When the cultural history of marijuana is recounted, the women of Broad City will be ranked alongside Willie Nelson, Dennis Peron, Bob Marley, and Jeffrey Lebowski as some of its most groundbreaking and influential 420 icons. Lead characters Abbi Abrams and Ilana Wexler (played by the show’s creators, Abbi Jacobson and Ilana Glazer) have given us a completely original entry in the cannabis canon: a female Stoner Duo.
Stoner Heroes have been with us since the release of Easy Rider in 1969. The archetype arose with the ’60s counterculture, but much like cannabis itself, the trope evolved into an array of countless strains. Cheech and Chong’s Up In Smoke, however, spurred a seismic change in stoner screen-history. Released in 1978, the film not only invented the stoner comedy genre, it expanded the archetype of the lone Stoner Hero into the even-more-iconic Stoner Duo.
Up In Smoke laid the blueprint for Half Baked, The Big Lebowski, Pineapple Express and a plethora of other films. It birthed iconic duos like Bill and Ted, Craig and Smokey, Method Man and Redman, Harold and Kumar, Jay and Silent Bob, and Shaggy and Scooby.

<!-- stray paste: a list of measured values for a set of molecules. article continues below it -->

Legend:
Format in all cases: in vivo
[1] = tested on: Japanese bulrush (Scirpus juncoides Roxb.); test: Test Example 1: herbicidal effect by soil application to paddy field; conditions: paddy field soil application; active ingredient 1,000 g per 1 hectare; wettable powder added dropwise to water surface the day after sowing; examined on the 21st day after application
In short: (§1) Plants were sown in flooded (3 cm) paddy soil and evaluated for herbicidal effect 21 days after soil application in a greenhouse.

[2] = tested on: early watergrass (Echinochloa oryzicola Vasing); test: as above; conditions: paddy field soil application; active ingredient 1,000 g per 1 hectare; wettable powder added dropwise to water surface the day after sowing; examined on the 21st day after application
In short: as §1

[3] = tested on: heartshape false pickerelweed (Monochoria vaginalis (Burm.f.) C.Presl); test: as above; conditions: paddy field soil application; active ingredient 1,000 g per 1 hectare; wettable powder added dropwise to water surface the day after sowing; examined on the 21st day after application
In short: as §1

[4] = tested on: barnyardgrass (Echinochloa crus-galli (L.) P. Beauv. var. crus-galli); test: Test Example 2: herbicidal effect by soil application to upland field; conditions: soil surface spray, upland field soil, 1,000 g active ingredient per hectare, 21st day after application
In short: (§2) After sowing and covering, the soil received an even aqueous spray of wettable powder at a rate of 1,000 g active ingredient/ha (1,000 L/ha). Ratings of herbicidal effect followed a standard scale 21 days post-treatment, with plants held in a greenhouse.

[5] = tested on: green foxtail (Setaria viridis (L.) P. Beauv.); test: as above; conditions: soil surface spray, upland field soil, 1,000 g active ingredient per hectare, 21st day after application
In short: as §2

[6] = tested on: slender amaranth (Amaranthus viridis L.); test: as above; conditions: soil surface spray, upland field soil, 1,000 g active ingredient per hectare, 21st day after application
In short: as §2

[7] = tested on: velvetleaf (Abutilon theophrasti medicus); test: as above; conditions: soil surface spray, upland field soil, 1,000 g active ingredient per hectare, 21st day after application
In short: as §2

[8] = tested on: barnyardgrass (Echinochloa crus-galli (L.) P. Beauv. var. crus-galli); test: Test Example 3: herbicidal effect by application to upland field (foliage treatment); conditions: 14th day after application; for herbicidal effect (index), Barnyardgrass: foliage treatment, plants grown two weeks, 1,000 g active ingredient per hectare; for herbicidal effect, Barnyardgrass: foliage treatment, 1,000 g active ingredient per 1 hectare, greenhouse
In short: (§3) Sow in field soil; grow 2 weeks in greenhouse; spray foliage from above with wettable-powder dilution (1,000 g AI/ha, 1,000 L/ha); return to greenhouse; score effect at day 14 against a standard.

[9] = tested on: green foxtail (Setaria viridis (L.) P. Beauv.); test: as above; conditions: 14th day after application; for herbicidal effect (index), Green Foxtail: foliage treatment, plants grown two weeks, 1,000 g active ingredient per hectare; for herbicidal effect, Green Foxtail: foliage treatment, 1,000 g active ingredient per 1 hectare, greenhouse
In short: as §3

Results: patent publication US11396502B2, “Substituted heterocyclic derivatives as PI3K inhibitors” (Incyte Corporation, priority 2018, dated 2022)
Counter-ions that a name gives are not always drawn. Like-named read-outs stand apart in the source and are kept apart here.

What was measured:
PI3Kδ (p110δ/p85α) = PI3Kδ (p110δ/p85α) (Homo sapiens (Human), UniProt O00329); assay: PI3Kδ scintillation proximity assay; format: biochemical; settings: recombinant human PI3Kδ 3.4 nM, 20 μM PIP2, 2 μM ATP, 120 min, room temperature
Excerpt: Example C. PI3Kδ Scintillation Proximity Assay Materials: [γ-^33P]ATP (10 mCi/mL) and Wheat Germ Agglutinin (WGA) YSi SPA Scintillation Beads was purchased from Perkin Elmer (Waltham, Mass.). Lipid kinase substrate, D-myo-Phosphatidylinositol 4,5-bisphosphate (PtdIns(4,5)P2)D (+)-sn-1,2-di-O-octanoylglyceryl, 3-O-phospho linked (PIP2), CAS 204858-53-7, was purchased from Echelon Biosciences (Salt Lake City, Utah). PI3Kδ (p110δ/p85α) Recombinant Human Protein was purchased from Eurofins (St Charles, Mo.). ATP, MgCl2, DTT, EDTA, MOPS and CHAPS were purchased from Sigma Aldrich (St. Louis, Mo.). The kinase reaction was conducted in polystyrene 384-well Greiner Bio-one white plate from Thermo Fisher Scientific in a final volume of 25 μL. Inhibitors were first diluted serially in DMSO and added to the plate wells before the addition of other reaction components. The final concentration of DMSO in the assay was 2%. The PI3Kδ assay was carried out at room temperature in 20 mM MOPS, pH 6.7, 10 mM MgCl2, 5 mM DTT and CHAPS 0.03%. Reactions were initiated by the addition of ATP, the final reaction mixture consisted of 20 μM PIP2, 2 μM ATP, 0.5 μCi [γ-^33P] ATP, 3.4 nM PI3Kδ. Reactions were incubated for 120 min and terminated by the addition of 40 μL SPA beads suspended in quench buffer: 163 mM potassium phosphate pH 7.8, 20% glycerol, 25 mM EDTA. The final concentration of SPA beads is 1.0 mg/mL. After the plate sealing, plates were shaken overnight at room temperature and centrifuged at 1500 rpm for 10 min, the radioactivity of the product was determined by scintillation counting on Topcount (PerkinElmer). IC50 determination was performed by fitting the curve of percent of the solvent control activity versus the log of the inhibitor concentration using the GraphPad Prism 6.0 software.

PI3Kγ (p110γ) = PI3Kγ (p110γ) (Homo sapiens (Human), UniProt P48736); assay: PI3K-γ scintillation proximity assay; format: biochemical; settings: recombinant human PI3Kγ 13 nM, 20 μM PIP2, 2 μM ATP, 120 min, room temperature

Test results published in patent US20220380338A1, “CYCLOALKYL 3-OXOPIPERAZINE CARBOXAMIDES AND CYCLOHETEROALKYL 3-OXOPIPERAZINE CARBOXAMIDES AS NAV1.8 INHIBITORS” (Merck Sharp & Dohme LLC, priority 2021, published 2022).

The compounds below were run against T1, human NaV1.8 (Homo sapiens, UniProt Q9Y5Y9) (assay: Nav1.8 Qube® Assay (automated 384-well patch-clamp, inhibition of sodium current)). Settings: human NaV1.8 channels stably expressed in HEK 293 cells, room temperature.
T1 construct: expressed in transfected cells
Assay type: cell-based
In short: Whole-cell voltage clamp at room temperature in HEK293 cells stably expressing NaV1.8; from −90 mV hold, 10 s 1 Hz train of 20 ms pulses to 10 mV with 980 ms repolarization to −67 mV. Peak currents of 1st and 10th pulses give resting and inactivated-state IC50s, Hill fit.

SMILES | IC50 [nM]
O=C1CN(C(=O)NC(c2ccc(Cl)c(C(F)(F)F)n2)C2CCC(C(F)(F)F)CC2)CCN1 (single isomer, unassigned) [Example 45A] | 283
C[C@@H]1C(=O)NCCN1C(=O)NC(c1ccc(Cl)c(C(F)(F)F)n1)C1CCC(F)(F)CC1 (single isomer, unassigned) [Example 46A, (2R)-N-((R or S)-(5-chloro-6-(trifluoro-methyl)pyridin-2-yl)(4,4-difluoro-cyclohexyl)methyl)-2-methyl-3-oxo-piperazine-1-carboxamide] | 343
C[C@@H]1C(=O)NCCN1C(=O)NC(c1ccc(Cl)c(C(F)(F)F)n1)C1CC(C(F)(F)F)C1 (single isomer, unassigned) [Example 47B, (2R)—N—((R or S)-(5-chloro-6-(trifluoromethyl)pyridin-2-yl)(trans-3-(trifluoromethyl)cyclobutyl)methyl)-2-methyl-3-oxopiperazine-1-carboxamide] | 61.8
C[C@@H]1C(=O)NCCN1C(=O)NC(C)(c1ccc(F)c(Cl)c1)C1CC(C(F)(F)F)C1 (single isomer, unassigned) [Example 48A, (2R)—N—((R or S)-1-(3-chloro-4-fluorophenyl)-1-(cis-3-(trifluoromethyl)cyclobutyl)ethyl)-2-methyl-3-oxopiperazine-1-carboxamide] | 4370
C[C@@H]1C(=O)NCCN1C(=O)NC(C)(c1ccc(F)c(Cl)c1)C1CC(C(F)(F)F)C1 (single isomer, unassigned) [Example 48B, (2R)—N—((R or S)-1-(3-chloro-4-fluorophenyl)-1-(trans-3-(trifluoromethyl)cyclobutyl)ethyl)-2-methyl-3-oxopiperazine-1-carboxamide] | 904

While these onscreen Stoner Duos have been remarkably diverse in terms of age, race, and socioeconomic status they’re almost inevitably male. Historically, the rare stoner chicks we’ve seen in film and television are bit players, adjacent to male leads. Exactly one woman made Ranker’s Top 20 Most Influential Stoners In Film History: Annie Hall, a Woody Allen character from 1977.
All of the above explains why, when women saw Broad City for the first time, millions of us nearly dropped our bongs. Finally, we were seeing ourselves onscreen for the first time–and not as desperate suburbanite widows driven to drug-dealing; or cute, pixie sidekicks to leading male characters. Broad City …
Author: Jennifer Boeder / High Times